Ceremony held for over 170 students who received academic letters

179 students stand with their academic letters during the ceremony on Dec. 2

179 students stand with their academic letters during the ceremony on Dec. 2

Clara Sloan, Staff Reporter

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Directly after a victory by the girls’ varsity basketball team on Friday, Dec. 2, over 170 students walked through the gym and formed a U-shape while waving to the crowd, white envelopes in hand.

Weeks before this, the same students received letters in the mail informing them that they, along with their parents, had been invited to attend a ceremony recognizing them for maintaining at least a 3.7 GPA for two consecutive semesters during the 2015–16 school year.

Sophomore students received their first academic letter and pin, while upperclassmen were given another pin to add to their letter.

According to Principal Dustin Mortenson, 179 students qualified for letters and pins this year–a major improvement from previous years.

Mortenson believes that the cause for the increase in students meeting this goal comes down to three things: the focus and ambition of the students, the incentives available to the students (such as the union) and the devotion that the teachers have for the students.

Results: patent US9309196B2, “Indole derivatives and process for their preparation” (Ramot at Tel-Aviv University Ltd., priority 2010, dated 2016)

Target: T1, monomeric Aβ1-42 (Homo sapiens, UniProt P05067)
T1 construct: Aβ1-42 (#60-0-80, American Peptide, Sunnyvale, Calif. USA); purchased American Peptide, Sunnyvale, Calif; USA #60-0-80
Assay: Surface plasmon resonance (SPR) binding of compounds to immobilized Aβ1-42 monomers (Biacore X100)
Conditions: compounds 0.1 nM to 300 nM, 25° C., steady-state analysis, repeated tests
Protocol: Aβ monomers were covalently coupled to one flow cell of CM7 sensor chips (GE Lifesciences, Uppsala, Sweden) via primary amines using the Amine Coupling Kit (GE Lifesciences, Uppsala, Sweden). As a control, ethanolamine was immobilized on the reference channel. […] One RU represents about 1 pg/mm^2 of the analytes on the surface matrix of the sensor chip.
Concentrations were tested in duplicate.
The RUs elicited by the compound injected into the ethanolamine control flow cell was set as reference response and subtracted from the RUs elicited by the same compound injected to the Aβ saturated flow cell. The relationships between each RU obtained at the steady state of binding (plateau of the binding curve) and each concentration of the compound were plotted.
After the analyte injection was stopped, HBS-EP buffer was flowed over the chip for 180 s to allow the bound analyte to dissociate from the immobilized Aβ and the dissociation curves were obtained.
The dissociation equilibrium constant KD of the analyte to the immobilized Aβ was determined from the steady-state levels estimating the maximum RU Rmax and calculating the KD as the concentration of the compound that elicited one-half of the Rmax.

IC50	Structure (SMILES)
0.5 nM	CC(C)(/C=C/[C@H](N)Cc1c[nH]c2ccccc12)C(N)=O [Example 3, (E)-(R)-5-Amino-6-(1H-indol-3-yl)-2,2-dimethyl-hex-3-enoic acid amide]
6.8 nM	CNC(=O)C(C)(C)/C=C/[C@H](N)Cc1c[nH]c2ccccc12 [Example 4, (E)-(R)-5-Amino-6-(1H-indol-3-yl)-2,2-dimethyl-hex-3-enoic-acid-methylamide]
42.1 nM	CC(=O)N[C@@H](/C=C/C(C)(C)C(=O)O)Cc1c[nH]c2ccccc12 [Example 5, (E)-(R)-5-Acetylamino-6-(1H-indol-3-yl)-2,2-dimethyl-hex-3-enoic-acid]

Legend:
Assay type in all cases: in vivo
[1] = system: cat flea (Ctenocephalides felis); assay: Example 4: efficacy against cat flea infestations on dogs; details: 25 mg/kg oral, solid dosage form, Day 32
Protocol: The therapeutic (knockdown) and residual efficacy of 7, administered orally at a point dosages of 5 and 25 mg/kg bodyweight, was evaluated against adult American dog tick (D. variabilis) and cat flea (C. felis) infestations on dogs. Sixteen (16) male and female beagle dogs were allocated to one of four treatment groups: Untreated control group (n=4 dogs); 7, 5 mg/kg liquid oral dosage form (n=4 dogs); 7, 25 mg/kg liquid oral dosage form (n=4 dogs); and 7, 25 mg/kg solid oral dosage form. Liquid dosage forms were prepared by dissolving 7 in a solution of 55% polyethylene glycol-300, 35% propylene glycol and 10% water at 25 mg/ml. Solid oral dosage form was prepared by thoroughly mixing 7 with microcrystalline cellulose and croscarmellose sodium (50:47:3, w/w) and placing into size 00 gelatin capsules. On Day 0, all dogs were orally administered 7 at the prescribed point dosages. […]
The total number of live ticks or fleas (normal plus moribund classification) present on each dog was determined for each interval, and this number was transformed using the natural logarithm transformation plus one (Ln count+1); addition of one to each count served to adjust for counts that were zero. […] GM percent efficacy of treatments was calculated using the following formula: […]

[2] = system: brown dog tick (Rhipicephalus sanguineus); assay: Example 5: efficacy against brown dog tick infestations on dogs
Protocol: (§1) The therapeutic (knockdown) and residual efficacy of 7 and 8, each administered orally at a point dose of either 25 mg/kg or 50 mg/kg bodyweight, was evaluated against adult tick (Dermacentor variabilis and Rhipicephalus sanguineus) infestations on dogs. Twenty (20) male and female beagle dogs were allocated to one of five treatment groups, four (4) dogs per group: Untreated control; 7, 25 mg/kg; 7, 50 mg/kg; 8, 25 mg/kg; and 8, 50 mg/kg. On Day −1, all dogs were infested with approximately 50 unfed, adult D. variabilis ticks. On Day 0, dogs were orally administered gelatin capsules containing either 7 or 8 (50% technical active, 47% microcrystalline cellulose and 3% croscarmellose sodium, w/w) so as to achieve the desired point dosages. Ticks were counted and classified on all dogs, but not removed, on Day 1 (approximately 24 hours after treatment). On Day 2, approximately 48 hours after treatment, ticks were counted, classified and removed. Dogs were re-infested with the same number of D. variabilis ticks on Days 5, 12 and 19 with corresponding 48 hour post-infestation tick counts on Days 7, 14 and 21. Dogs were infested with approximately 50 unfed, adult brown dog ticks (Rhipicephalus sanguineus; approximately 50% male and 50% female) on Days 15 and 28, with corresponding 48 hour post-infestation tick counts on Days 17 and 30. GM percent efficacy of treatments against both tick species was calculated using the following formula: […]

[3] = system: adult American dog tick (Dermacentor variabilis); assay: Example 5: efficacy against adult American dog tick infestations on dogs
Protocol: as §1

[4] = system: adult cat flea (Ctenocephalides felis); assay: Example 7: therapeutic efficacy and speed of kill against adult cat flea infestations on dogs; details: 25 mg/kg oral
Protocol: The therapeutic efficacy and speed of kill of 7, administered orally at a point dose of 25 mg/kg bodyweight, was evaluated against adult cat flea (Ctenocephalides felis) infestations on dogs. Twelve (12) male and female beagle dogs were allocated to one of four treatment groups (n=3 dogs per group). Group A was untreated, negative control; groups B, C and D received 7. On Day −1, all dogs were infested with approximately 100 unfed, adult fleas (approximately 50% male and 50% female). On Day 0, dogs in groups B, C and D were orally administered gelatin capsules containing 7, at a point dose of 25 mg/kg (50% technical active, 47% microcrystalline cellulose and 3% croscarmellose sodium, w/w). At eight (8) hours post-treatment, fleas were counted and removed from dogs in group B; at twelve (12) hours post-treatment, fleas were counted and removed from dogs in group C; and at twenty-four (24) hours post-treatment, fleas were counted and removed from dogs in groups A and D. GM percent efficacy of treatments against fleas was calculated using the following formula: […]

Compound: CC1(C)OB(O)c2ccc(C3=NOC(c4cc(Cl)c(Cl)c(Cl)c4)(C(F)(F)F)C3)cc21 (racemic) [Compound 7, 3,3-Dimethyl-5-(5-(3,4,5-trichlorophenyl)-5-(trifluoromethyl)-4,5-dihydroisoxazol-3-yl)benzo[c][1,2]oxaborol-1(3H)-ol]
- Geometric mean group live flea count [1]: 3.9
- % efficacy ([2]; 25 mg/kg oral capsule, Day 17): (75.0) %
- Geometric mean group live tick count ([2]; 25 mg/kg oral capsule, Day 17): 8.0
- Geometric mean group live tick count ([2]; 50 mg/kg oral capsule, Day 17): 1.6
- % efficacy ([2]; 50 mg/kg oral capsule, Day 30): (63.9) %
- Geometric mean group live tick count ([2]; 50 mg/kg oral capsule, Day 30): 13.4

“Any time students want to do well and adults enjoy being with them, that results in the environment that we have here,” Mortenson said.

Among those 179 students was sophomore Alyssa Perry, who agrees that the “good learning environment here at DHS” plays a major role in students obtaining better grades.

“I think it says a lot about the teachers here at De Soto,” Perry said. “I can definitely tell that a lot of them are very passionate about their job.”

During the ceremony, Mortenson gave a few words of praise for the students’ accomplishment. After a second–and third–applause, the students were free to go back their friends and family in the stands to watch the boys’ varsity basketball game.

Though rewarding, the briefness of the ceremony in between games did not sit well with some of the students.

“I was kind of disappointed that they didn’t have a separate ceremony for recognizing these individuals,” Perry said. “I think it would have made [the experience] more meaningful.”

Conveniently, Mortenson is already thinking of ways to improve the ceremony.

“We just haven’t thrown enough energy at it yet. One thing that I would like to explore in the future is an academic night where we recognize students [and] maybe even eat supper together and dress up,” Mortenson said.

Future academic ceremonies, he said, could possibly even be spent at a restaurant with the top 5 percent invited.

“These are things we have brainstormed, but we’re not in the position to do yet. I can, however, see something of this nature happening in the future.”

Sophomore Alyssa Perry poses with her first academic letter.